Of the over 3,000 degree-granting institutions, only about 300 (less than 10 percent) can be considered competitive. That is, they do not admit everyone who applies. The rest will admit anyone with a high school diploma, and who can afford the fees. The Carnegie Foundation for the Advancement of Teaching classifies American universities as follows: doctoral universities (offering up to doctoral degrees); masters’ institutions; baccalaureate colleges; junior colleges (offering only Associate degree); and specialized institutions (Julliard School of Music and California Institute of Technology). By this classification, Harvard is lumped together with Idaho State University (ISU). While people at ISU may be flattered by this categorization, consumers (that is, would be students) are not much helped. Under the old Carnegie classification, Harvard is classified as Research University I (offering more than 50 doctorates per year) and ISU, Research University II.

This class system is best demonstrated in California where the top 12.5 percent of high school students are eligible for the elite University of California (UC) System with its nine campuses, while the top third qualify for the CSU System with its 22 campuses. The junior colleges admit everyone including those over 18 who do not have high school diplomas.

An outstanding feature of American undergraduate education is its broad-based liberal curriculum. Regardless of their ultimate career goals, students have to take a year of English, mathematics, laboratory science, foreign language, and the humanities. The first two years (freshman and sophomore) are spent fulfilling these “general ed” requirements. Only in the last two years (junior and senior) do the students concentrate on their majors.

American universities, especially the top ones, also have incredibly diverse student body. This is by design. Harvard has no difficulty filling its slots with Americans, yet it actively seeks bright young students worldwide. It is this diversity that gives American campuses their intellectual spark.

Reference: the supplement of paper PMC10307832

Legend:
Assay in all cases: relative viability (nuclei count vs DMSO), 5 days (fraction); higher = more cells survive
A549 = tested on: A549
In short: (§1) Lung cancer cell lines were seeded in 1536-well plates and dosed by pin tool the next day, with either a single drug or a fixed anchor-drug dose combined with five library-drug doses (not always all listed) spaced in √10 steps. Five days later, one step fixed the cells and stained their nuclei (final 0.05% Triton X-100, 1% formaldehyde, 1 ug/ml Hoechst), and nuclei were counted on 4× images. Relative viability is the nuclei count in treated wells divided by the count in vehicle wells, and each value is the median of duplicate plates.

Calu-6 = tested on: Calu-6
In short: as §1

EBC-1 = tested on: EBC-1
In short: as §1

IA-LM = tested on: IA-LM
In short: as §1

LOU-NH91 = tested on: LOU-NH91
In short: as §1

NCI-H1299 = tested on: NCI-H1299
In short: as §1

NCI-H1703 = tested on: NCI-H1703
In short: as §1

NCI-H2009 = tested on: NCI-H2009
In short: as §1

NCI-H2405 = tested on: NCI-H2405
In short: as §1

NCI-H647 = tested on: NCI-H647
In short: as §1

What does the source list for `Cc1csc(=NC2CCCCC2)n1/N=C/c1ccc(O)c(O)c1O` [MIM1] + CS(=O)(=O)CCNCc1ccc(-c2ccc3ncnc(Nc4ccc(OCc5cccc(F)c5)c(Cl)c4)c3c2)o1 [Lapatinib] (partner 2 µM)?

Top American colleges in addition have freshman seminars, where first year students gather in small groups under a professor, with the emphasis on oral communication and class participation. Students also have to enroll in writing classes. At a quality school a student typically writes dozens of term papers in addition to the senior thesis.

It usually takes four years to complete the baccalaureate program, although students who enter with advanced standing and who take summer courses could accelerate their studies. Conversely, students could take a more leisurely pace or skip a year or two. Many, especially the talented, are doing exactly that – for travel, preparing for the Olympics, writing a novel, or even starting a business. Some like Bill Gates and Tiger Woods became so successful that they never returned to complete their degree.

Another innovation at many American universities is the year off campus where students can study at an approved foreign university and have the academic credits transferred back to his home campus.

It is this liberal and flexible education that gives American graduates an edge in the marketplace. It is also the reason why the best and brightest from around the globe compete vigorously to enter the system.

Next: The Canadian System